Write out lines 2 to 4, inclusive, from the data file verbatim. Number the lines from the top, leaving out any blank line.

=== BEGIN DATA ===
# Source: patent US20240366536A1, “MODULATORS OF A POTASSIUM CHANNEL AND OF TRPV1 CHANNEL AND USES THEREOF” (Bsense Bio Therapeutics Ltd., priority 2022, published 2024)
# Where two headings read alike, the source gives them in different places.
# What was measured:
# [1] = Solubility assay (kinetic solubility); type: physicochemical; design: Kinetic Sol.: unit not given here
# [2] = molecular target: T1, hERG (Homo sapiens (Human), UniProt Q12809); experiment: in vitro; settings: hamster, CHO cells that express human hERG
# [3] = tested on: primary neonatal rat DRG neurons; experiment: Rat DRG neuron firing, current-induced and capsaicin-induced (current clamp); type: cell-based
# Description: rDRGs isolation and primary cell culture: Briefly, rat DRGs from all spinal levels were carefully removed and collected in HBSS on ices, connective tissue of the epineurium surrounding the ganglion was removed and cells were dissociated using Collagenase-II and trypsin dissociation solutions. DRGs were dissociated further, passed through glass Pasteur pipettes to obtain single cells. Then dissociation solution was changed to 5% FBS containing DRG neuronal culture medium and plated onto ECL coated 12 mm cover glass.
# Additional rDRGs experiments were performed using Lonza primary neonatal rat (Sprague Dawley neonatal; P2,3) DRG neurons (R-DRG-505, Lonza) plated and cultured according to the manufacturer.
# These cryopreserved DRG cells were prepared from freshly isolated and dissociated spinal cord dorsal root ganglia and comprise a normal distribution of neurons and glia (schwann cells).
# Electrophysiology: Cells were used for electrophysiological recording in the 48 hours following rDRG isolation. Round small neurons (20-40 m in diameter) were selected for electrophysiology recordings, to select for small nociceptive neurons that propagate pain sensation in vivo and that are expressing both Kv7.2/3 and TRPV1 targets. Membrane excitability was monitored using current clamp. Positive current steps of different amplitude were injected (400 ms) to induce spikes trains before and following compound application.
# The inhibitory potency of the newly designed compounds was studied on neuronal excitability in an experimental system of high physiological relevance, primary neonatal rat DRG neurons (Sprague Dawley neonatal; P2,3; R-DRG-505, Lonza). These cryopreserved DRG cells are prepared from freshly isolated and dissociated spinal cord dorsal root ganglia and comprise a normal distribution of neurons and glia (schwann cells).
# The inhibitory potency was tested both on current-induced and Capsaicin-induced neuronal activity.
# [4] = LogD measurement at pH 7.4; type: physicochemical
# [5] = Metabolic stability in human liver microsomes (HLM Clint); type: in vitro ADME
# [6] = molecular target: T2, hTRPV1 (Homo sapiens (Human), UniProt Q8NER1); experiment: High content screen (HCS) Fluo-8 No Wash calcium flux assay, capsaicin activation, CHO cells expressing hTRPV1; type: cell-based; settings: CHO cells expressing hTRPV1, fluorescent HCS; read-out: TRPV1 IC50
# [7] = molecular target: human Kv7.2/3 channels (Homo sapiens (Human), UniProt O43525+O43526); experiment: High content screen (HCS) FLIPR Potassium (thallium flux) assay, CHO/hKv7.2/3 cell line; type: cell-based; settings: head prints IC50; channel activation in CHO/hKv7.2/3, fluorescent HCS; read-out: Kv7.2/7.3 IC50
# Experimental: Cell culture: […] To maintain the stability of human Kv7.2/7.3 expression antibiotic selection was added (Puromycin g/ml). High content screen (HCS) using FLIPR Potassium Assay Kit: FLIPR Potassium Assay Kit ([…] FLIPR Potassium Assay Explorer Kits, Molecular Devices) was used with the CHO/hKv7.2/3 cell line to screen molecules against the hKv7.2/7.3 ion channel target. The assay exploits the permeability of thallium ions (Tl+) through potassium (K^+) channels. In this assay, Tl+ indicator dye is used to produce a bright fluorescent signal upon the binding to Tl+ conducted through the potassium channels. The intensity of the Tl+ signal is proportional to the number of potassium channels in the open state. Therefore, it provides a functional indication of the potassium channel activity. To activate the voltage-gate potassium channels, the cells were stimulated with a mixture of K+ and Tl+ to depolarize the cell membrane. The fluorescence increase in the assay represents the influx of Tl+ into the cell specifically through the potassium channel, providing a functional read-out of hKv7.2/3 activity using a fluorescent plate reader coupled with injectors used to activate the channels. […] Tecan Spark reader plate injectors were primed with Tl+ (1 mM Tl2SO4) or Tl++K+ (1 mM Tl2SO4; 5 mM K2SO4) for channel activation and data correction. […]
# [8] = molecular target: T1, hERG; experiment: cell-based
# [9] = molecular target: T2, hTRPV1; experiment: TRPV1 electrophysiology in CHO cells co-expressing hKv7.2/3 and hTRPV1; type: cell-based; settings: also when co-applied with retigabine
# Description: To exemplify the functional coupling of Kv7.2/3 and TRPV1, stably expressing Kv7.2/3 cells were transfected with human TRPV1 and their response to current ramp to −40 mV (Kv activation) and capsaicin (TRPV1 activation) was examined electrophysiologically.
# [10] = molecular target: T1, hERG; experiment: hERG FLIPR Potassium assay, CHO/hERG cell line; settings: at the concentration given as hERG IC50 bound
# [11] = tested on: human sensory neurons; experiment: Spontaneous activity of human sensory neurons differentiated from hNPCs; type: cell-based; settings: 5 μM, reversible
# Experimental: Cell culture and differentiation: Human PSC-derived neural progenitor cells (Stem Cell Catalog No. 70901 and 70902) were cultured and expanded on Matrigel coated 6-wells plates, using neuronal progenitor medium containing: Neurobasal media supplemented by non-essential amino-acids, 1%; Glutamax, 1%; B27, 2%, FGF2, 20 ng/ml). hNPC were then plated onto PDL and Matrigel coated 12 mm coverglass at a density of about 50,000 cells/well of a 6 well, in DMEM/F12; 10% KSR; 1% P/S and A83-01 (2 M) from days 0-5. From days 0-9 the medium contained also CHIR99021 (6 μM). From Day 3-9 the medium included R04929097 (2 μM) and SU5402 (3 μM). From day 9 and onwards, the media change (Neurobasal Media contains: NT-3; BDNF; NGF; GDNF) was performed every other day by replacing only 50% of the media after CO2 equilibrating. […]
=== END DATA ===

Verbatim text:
# Where two headings read alike, the source gives them in different places.
# What was measured:
# [1] = Solubility assay (kinetic solubility); type: physicochemical; design: Kinetic Sol.: unit not given here